Zadar, November 1996
The exhibition presented the conservation treatments of two paintings from Zadar, which were carried out in 1995 and 1996 by the Croatian Conservation Institute, then called Institute for the Restoration of Works of Art.
The Small Painting from the exhibition title is known as the Ugljan Triptych, a piece that was found by accident in 1954. Art-historian Ivo Petricioli attributed it to the Venetian-Adriatic Late-Byzantine painting of the beginning of the 14th century. In its central field, inside a carved frame, the triptych carries a depiction of the Virgin and Child of the iconographic type of Eleusa. The wings are painted with a vertical sequence of scenes from the Life of Christ. In spite of its iconographic conservatism, this very valuable work of art introduces more expressive Gothic innovations in the way the figures are treated and the composition is built. The painting is among the most valuable exhibits of the Permanent Exhibition of Religious Art in Zadar.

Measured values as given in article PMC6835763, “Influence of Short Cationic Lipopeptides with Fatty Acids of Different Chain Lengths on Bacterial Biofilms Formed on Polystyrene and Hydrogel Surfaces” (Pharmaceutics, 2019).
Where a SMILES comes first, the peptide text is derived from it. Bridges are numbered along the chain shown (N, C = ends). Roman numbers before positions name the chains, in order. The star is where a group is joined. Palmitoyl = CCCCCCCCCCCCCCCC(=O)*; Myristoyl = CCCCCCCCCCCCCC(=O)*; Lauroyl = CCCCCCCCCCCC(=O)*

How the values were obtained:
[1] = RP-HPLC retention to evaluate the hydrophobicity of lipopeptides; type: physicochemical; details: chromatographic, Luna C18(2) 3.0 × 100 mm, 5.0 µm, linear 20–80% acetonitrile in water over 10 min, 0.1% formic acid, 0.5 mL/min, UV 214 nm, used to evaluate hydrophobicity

The Large Painting was attributed to the Venetian Renaissance master Lazzaro Bastiani. It is one of the most important works of art from Zadar’s churches and treasuries, standing out with its large format (551x295 cm). The lavish narrative composition is divided into the celestial and the terrestrial zone, with separate groups of figures in hierarchical relations, inscriptions and symbols. For a long time, the painting had presented a challenge for researchers, until recent scholarship defined the iconographic scheme of the Large Painting as Our Lady of Mercy. The painting has been a subject to numerous overpaintings, and after several years of conservation treatments and their presentations, it was permanently exhibited at the sacristy of the Franciscan Church in Zadar.